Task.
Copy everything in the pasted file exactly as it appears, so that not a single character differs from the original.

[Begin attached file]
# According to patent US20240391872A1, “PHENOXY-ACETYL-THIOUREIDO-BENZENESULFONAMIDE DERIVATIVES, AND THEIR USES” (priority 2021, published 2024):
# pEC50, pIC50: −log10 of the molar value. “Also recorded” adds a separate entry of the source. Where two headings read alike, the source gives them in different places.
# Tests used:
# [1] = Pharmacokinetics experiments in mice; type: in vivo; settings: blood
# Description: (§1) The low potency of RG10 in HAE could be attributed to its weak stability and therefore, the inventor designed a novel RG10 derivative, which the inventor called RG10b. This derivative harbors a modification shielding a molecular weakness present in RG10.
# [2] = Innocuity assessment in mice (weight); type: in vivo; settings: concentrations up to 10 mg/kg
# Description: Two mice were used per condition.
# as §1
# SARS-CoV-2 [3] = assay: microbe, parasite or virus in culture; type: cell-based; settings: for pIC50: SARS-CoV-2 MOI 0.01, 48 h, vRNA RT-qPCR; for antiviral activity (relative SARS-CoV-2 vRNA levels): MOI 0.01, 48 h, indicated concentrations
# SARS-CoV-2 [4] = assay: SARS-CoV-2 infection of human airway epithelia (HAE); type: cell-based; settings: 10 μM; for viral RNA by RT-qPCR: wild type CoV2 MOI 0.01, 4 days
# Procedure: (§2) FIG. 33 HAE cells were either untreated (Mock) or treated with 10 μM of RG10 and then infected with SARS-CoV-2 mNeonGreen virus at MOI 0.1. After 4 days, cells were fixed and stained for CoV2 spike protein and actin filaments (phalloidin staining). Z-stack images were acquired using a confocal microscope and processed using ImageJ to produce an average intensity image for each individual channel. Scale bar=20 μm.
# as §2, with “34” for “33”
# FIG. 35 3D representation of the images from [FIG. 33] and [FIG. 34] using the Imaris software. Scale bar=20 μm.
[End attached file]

# According to patent US20240391872A1, “PHENOXY-ACETYL-THIOUREIDO-BENZENESULFONAMIDE DERIVATIVES, AND THEIR USES” (priority 2021, published 2024):
# pEC50, pIC50: −log10 of the molar value. “Also recorded” adds a separate entry of the source. Where two headings read alike, the source gives them in different places.
# Tests used:
# [1] = Pharmacokinetics experiments in mice; type: in vivo; settings: blood
# Description: (§1) The low potency of RG10 in HAE could be attributed to its weak stability and therefore, the inventor designed a novel RG10 derivative, which the inventor called RG10b. This derivative harbors a modification shielding a molecular weakness present in RG10.
# [2] = Innocuity assessment in mice (weight); type: in vivo; settings: concentrations up to 10 mg/kg
# Description: Two mice were used per condition.
# as §1
# SARS-CoV-2 [3] = assay: microbe, parasite or virus in culture; type: cell-based; settings: for pIC50: SARS-CoV-2 MOI 0.01, 48 h, vRNA RT-qPCR; for antiviral activity (relative SARS-CoV-2 vRNA levels): MOI 0.01, 48 h, indicated concentrations
# SARS-CoV-2 [4] = assay: SARS-CoV-2 infection of human airway epithelia (HAE); type: cell-based; settings: 10 μM; for viral RNA by RT-qPCR: wild type CoV2 MOI 0.01, 4 days
# Procedure: (§2) FIG. 33 HAE cells were either untreated (Mock) or treated with 10 μM of RG10 and then infected with SARS-CoV-2 mNeonGreen virus at MOI 0.1. After 4 days, cells were fixed and stained for CoV2 spike protein and actin filaments (phalloidin staining). Z-stack images were acquired using a confocal microscope and processed using ImageJ to produce an average intensity image for each individual channel. Scale bar=20 μm.
# as §2, with “34” for “33”
# FIG. 35 3D representation of the images from [FIG. 33] and [FIG. 34] using the Imaris software. Scale bar=20 μm.